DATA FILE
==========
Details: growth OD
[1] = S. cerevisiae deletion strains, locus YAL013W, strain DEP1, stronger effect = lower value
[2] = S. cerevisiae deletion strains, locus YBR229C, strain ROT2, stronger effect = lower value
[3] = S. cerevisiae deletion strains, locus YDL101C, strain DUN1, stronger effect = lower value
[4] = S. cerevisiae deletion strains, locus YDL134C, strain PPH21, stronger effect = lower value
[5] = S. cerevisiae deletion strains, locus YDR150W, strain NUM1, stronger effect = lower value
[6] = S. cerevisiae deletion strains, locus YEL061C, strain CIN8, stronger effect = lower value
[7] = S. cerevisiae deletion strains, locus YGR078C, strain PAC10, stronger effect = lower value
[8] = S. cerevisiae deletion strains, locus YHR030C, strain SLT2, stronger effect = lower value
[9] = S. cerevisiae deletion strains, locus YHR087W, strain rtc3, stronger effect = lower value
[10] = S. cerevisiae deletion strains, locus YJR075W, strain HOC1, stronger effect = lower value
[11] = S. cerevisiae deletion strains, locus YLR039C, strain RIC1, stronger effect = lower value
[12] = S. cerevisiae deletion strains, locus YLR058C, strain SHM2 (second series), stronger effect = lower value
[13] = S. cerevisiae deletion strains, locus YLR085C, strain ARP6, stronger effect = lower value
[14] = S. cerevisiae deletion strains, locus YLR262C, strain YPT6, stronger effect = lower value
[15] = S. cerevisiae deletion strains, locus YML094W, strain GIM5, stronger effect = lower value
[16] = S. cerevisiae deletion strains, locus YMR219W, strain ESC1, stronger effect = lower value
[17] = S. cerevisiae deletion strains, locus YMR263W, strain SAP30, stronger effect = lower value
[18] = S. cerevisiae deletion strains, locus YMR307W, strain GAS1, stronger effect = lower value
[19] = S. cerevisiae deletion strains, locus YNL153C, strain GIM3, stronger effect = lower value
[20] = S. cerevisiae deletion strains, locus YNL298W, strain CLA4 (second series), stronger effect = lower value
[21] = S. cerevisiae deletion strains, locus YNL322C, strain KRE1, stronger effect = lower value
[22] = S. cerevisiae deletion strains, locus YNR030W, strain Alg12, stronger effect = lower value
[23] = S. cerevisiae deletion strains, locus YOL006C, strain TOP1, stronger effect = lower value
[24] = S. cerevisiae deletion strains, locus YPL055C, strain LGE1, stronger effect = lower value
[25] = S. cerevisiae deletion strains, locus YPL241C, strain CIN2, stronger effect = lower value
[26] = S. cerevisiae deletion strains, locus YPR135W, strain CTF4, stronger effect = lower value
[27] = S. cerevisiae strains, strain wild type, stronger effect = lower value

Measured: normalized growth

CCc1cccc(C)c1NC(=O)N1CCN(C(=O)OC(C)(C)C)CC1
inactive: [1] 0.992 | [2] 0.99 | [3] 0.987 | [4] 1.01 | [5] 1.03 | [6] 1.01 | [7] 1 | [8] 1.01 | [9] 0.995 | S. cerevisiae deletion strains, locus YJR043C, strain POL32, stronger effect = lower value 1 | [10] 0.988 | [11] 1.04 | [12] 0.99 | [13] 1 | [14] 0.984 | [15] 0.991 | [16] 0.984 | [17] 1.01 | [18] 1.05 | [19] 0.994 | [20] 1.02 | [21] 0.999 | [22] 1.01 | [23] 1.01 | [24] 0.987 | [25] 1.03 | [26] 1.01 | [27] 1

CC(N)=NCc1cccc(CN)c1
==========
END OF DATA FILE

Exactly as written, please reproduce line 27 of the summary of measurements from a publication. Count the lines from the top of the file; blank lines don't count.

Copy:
[26] = S. cerevisiae deletion strains, locus YPR135W, strain CTF4, stronger effect = lower value